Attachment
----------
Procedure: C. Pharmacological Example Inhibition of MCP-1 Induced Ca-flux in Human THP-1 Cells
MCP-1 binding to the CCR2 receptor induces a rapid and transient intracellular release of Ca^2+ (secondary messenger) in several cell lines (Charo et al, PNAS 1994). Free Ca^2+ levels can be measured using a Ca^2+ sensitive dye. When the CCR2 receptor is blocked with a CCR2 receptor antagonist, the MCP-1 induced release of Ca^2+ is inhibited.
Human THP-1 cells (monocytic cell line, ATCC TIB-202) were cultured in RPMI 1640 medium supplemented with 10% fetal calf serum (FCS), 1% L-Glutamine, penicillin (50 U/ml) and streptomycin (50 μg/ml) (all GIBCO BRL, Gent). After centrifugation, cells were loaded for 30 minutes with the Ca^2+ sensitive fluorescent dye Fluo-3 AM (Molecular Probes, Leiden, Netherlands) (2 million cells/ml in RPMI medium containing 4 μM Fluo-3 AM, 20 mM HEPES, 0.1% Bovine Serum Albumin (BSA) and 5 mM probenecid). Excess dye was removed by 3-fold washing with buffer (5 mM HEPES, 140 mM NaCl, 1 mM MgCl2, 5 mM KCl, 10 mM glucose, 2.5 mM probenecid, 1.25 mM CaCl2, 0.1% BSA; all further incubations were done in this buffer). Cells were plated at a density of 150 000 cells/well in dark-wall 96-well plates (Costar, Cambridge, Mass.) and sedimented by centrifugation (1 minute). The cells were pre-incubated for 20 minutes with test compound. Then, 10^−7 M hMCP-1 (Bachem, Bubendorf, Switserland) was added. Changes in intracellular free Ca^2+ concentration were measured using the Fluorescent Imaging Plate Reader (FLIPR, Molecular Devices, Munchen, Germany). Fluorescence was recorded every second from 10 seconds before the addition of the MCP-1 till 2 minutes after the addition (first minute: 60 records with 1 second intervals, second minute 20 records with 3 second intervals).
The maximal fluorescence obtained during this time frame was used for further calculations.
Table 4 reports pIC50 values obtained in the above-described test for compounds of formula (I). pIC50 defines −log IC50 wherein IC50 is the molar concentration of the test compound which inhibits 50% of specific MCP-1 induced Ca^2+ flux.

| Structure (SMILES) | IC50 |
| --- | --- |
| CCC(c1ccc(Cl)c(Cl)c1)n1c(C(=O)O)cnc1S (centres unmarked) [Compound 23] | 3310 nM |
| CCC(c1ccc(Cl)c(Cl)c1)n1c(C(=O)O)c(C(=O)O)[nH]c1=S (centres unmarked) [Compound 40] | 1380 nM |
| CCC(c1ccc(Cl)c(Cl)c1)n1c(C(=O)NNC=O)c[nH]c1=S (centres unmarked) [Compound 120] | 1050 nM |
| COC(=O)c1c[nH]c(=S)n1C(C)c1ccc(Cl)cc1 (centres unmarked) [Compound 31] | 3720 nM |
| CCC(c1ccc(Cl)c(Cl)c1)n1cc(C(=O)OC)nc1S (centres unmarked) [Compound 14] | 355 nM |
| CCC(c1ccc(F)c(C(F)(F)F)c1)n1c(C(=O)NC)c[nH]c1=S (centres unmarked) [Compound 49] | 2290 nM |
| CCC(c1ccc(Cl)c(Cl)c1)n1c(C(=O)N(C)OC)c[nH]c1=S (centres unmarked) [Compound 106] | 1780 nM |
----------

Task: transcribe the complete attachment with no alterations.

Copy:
Procedure: C. Pharmacological Example Inhibition of MCP-1 Induced Ca-flux in Human THP-1 Cells
MCP-1 binding to the CCR2 receptor induces a rapid and transient intracellular release of Ca^2+ (secondary messenger) in several cell lines (Charo et al, PNAS 1994). Free Ca^2+ levels can be measured using a Ca^2+ sensitive dye. When the CCR2 receptor is blocked with a CCR2 receptor antagonist, the MCP-1 induced release of Ca^2+ is inhibited.
Human THP-1 cells (monocytic cell line, ATCC TIB-202) were cultured in RPMI 1640 medium supplemented with 10% fetal calf serum (FCS), 1% L-Glutamine, penicillin (50 U/ml) and streptomycin (50 μg/ml) (all GIBCO BRL, Gent). After centrifugation, cells were loaded for 30 minutes with the Ca^2+ sensitive fluorescent dye Fluo-3 AM (Molecular Probes, Leiden, Netherlands) (2 million cells/ml in RPMI medium containing 4 μM Fluo-3 AM, 20 mM HEPES, 0.1% Bovine Serum Albumin (BSA) and 5 mM probenecid). Excess dye was removed by 3-fold washing with buffer (5 mM HEPES, 140 mM NaCl, 1 mM MgCl2, 5 mM KCl, 10 mM glucose, 2.5 mM probenecid, 1.25 mM CaCl2, 0.1% BSA; all further incubations were done in this buffer). Cells were plated at a density of 150 000 cells/well in dark-wall 96-well plates (Costar, Cambridge, Mass.) and sedimented by centrifugation (1 minute). The cells were pre-incubated for 20 minutes with test compound. Then, 10^−7 M hMCP-1 (Bachem, Bubendorf, Switserland) was added. Changes in intracellular free Ca^2+ concentration were measured using the Fluorescent Imaging Plate Reader (FLIPR, Molecular Devices, Munchen, Germany). Fluorescence was recorded every second from 10 seconds before the addition of the MCP-1 till 2 minutes after the addition (first minute: 60 records with 1 second intervals, second minute 20 records with 3 second intervals).
The maximal fluorescence obtained during this time frame was used for further calculations.
Table 4 reports pIC50 values obtained in the above-described test for compounds of formula (I). pIC50 defines −log IC50 wherein IC50 is the molar concentration of the test compound which inhibits 50% of specific MCP-1 induced Ca^2+ flux.

| Structure (SMILES) | IC50 |
| --- | --- |
| CCC(c1ccc(Cl)c(Cl)c1)n1c(C(=O)O)cnc1S (centres unmarked) [Compound 23] | 3310 nM |
| CCC(c1ccc(Cl)c(Cl)c1)n1c(C(=O)O)c(C(=O)O)[nH]c1=S (centres unmarked) [Compound 40] | 1380 nM |
| CCC(c1ccc(Cl)c(Cl)c1)n1c(C(=O)NNC=O)c[nH]c1=S (centres unmarked) [Compound 120] | 1050 nM |
| COC(=O)c1c[nH]c(=S)n1C(C)c1ccc(Cl)cc1 (centres unmarked) [Compound 31] | 3720 nM |
| CCC(c1ccc(Cl)c(Cl)c1)n1cc(C(=O)OC)nc1S (centres unmarked) [Compound 14] | 355 nM |
| CCC(c1ccc(F)c(C(F)(F)F)c1)n1c(C(=O)NC)c[nH]c1=S (centres unmarked) [Compound 49] | 2290 nM |
| CCC(c1ccc(Cl)c(Cl)c1)n1c(C(=O)N(C)OC)c[nH]c1=S (centres unmarked) [Compound 106] | 1780 nM |